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The European Commission Improves Dialogue With Civil Society On EU Drugs Policy

By robin_himself, Jun 27, 2006 | |
  1. robin_himself
    Drugs related health and social harm, and drug related crime are perceived as a major concern by public opinion. Since the 1990's, a European model, based on a balanced and integrated approach to drugs has been developed. Action against drug supply, including the adoption of EU legal instruments to fight trafficking, and action on reducing demand and protecting health are equally important and mutually supportive. In implementing the EU Drugs Strategy for the period 2005-2012 and the Action Plan for 2005-2008, it is crucial that drugs policy continues to benefit from the ideas and experience of the many civil society organisations active in field. In a Green Paper adopted today, the European Commission proposes to formalise on a more permanent basis and to structure the dialogue between the EU and the wide range of organisations active in this field.

    “It is vital to connect with citizens in order to reach the millions of Europeans - mostly young people - for whom taking drugs has become a normal recreational activity, to improve our understanding of this phenomenon, and to convince drug users across the EU that they are harming themselves and others, not only in our own societies, but also in more distant countries- in that context it is my objective”, says Franco Frattini, Vice President of the European Commission and Commissioner responsible for Justice, Freedom and Security, “to bring civil society organisations most directly concerned by the drugs problem more closely into the policy process at EU level."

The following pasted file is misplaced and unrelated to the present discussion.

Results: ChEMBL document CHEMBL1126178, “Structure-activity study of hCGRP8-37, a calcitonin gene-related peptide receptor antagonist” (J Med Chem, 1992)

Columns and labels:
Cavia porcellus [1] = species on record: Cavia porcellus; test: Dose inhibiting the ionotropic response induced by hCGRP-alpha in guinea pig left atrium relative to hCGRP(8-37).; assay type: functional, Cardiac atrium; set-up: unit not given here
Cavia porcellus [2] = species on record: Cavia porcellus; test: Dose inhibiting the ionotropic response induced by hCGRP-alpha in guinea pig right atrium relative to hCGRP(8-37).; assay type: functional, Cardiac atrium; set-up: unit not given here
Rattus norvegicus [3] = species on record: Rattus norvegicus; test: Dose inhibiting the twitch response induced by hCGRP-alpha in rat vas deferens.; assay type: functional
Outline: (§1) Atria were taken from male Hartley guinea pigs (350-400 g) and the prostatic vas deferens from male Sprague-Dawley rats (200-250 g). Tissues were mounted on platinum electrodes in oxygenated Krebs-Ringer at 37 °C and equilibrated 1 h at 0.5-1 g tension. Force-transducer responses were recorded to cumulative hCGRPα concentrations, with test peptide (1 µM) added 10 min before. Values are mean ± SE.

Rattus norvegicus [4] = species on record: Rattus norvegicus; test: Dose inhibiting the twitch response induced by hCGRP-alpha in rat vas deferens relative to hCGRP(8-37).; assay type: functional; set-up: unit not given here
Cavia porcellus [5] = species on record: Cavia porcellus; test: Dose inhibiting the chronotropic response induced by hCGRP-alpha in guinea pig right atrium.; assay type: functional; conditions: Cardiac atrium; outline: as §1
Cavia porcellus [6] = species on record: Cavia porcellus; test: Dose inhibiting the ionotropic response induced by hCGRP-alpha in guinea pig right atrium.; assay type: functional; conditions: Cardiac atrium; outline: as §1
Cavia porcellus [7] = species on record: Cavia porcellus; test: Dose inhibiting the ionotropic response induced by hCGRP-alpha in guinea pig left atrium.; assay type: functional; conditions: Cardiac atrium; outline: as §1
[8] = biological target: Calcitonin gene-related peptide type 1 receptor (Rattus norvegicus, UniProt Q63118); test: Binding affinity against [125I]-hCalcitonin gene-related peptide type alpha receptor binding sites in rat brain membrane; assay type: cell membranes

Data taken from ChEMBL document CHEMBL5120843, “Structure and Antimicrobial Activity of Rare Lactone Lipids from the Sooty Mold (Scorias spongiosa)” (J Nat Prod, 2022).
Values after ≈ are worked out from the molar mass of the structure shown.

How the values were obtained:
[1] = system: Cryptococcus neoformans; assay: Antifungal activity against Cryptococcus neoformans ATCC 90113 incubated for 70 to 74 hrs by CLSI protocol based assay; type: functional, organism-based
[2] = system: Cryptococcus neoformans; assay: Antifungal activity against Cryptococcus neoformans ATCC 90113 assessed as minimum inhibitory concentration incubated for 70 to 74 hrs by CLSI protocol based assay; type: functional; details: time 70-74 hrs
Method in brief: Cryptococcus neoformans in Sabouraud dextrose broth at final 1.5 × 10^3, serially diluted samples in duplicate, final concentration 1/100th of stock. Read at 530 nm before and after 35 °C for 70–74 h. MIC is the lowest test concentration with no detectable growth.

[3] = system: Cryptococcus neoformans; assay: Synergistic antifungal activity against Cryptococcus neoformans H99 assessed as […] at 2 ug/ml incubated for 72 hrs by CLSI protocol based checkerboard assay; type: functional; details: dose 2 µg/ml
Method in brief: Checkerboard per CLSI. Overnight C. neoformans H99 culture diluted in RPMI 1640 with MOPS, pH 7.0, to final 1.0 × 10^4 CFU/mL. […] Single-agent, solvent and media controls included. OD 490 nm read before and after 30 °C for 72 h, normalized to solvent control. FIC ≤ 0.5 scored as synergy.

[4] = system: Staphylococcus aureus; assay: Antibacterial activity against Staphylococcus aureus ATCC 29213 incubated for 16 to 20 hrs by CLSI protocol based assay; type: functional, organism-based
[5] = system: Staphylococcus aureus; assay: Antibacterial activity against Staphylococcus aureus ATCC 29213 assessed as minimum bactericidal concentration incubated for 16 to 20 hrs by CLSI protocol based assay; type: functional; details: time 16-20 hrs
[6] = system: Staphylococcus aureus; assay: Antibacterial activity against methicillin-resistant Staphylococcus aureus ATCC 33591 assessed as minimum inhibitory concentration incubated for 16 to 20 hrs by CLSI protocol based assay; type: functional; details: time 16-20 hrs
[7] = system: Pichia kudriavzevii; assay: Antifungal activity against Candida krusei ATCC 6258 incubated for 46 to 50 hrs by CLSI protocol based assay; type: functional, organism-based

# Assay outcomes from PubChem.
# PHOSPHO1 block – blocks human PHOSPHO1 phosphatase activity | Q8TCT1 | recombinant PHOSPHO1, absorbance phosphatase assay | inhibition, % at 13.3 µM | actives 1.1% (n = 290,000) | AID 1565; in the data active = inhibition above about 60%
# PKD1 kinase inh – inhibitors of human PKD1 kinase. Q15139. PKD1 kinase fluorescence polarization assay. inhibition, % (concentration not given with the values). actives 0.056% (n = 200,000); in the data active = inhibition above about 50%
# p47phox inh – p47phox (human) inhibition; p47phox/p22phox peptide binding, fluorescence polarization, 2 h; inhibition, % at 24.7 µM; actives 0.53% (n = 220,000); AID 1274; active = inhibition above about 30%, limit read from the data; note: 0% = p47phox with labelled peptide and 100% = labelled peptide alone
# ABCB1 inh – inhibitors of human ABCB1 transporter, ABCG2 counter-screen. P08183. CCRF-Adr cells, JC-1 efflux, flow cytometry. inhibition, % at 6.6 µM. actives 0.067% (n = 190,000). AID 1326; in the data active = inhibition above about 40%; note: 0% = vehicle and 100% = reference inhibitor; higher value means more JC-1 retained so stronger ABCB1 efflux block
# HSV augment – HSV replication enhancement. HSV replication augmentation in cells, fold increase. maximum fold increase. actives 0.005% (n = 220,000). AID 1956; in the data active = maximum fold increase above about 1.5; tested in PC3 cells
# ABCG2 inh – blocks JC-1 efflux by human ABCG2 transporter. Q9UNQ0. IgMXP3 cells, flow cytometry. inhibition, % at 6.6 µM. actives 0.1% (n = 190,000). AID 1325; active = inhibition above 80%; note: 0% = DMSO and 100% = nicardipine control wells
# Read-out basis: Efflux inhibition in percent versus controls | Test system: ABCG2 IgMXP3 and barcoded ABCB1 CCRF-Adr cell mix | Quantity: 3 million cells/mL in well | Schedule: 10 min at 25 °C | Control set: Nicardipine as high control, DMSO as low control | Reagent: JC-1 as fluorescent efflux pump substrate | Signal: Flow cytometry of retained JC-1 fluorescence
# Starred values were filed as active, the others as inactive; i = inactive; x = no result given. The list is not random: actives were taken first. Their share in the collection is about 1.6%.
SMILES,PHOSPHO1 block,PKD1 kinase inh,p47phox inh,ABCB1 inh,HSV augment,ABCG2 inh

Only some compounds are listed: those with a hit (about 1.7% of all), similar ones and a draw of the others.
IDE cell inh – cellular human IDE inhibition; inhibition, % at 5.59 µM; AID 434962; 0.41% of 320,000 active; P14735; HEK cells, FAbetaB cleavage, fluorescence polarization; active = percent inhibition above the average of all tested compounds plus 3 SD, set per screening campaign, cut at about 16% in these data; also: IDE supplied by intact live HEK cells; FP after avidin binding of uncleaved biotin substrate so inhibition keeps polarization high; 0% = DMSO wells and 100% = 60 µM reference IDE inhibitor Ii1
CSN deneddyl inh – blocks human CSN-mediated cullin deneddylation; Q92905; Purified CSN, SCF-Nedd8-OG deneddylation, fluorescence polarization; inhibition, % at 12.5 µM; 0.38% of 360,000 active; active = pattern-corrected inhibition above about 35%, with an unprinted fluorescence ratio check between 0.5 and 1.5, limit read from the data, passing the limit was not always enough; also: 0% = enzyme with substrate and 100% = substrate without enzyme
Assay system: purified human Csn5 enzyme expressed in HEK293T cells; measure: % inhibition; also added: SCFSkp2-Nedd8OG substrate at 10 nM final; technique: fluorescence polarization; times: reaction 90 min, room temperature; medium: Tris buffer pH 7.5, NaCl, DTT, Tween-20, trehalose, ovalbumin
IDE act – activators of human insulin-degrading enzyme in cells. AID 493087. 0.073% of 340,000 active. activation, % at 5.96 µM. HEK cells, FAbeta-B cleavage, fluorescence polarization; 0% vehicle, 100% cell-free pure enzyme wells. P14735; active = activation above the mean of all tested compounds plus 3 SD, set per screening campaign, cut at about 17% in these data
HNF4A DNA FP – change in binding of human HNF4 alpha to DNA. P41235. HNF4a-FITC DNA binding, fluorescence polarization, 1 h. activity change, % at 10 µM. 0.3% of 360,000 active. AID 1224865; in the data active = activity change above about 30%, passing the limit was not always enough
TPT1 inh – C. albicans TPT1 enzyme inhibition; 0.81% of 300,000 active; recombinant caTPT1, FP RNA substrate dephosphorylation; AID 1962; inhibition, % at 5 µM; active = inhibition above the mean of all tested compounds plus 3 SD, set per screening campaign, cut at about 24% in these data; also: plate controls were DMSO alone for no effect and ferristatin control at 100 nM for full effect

Commissioner Kyprianou said: “We know that health policy can only be effective if it is informed and supported by those working in the field. This is why it is important to ensure the involvement of drug-related NGOs, which can only improve our policy focus and relevance.”

    Based on the political approach defined at EU level and a long standing tradition of involving civil society in health policy, it is important to unite forces. Within the Action Plan on Drugs 2005-2008, great emphasis is put on the dialogue with organisations from civil society. The Commission is presently consulting (until the end of September) the European organisations with a view to structure such a dialogue and place the specific experience and knowledge of these organisations at the disposal of the policy making process at EU level in a practical and sustainable form.

    www.medicalnewstoday.com

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